Morgan Stanley and UBS
Morgan Stanley believes pollution control efforts in China would lead to lower demand for iron ore, particularly lower-grade ore. The broker, however, believes iron ore prices should converge through the December quarter as mills turn to lower grades to reduce yields during the seasonally weaker winter months.
UBS also expects Chinese capacity cuts to impact global iron ore demand negatively. The firm, however, thinks the overall impact over winter will be offset by higher steel output in northern cities and the rest of the world. The broker expects iron ore prices to average $60 per ton in the December 2017 and March 2018 quarters.
Macquarie and Capital Economics
According to a report in the Australian Financial Review, Macquarie Group expects iron ore prices to tumble to $54 per ton in 2018.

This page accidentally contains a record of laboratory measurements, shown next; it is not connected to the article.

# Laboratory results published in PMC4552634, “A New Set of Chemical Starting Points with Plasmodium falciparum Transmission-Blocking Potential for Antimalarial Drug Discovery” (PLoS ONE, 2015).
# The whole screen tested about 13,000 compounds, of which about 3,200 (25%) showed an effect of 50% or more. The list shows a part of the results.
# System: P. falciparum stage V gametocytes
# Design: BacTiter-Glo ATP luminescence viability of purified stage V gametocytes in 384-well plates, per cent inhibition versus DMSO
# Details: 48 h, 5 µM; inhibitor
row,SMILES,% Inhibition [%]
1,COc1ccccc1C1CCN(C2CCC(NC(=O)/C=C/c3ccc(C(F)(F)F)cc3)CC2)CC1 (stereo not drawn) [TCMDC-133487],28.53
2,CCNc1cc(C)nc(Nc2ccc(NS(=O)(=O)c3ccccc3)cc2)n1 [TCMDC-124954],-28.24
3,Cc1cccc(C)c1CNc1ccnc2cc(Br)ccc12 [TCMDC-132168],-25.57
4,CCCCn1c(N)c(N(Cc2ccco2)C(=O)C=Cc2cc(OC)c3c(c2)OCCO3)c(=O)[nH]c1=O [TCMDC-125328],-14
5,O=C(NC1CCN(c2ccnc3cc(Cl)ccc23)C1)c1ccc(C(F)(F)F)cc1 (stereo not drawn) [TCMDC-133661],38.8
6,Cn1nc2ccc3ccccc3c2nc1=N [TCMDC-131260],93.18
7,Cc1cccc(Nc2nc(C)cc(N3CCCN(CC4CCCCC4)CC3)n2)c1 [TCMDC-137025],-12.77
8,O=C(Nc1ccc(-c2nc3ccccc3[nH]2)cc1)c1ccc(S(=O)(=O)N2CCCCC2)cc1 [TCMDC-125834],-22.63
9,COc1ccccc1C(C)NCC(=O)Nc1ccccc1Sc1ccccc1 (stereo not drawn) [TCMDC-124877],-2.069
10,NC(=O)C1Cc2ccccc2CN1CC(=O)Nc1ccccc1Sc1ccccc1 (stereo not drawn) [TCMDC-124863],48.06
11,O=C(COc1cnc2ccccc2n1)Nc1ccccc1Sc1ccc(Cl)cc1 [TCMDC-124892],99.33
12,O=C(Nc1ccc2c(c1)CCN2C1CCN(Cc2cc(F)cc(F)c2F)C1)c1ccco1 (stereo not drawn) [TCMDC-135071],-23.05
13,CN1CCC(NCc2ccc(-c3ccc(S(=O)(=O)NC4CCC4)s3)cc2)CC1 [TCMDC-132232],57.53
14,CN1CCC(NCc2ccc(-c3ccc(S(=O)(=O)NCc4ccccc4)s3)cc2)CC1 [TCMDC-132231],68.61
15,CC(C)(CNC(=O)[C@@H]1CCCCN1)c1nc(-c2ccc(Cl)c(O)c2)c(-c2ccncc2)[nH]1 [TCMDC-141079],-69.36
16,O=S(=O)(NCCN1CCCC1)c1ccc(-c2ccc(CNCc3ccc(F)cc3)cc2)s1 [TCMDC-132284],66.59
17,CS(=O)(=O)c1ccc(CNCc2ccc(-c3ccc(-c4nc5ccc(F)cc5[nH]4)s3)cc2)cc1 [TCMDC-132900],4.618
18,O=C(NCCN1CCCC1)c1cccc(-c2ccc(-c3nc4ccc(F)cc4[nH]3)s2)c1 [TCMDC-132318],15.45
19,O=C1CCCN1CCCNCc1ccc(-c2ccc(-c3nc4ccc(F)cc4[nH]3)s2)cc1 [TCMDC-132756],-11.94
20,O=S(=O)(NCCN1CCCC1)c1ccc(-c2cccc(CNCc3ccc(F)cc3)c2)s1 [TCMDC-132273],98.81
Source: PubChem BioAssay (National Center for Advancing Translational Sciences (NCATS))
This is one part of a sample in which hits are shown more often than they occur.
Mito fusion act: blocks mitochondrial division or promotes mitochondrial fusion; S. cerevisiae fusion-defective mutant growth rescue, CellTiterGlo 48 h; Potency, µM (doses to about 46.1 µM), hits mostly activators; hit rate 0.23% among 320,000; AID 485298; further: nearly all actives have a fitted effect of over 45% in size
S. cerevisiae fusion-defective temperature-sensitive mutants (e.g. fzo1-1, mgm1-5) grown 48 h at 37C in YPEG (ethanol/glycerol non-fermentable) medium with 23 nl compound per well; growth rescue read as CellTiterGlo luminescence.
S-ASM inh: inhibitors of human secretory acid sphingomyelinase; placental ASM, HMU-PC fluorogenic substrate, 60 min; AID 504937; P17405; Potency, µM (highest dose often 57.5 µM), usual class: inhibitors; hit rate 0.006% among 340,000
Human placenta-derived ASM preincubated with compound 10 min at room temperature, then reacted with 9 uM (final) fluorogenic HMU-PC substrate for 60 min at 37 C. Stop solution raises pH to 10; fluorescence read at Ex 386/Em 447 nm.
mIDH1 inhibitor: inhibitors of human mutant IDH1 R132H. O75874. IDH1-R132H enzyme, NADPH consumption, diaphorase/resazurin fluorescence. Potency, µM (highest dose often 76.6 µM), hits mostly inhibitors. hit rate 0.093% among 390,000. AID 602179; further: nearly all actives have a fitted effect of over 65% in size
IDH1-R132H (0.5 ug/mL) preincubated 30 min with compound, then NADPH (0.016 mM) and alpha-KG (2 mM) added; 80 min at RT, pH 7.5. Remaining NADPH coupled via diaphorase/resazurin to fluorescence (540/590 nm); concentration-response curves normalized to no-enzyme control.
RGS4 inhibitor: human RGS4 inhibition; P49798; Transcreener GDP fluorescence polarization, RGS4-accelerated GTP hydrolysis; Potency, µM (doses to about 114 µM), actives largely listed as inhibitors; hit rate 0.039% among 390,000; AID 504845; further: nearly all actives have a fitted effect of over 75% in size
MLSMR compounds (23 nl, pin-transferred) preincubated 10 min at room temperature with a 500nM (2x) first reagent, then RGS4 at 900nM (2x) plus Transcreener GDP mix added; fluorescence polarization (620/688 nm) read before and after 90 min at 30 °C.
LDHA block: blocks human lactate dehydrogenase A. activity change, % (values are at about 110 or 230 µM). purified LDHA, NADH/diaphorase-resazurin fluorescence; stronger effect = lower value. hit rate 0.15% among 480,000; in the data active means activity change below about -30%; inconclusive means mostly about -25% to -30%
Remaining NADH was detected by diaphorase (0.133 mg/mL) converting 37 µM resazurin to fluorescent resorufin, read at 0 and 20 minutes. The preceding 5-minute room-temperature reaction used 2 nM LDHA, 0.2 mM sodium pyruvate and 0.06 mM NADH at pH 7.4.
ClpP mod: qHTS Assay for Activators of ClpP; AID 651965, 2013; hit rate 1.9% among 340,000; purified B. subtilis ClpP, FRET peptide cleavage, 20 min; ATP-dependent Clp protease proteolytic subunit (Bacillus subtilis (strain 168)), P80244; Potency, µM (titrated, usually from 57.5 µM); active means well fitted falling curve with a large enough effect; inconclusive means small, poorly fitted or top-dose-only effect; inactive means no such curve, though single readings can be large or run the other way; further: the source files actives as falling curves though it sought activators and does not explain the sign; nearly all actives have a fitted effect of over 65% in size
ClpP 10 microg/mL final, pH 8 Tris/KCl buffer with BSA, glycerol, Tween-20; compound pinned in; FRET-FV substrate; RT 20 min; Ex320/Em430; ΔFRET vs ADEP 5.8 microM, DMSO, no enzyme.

Capital Economics is even more bearish, with price expectations of $50 per ton by the end of 2017. It expects iron ore to recover slightly in 2018 to end the year at $55 per ton.
Prices after winter: DB and CS’s take
Deutsche Bank (DB) sees benchmark iron ore prices averaging $55 per ton in the first quarter of 2018. The forecast for the second quarter is higher, at $70 per ton. The bank believes China’s capacity cuts will likely create price swings in iron ore. It expects a pick-up in demand in spring, which is likely the reason for its higher estimates of iron ore prices in 2Q18.
Credit Suisse (CS) shared similar observations regarding the iron ore price outlook. The firm believes the currently subdued iron ore demand could surprise to the upside in the first half of 2018.
While the demand in the medium-term might could result in lower commodity prices (COMT), the release of pent-up demand post-winter months could bode well for miners such as Rio Tinto (RIO), BHP (BHP), Vale (VALE), and Cleveland-Cliffs (CLF).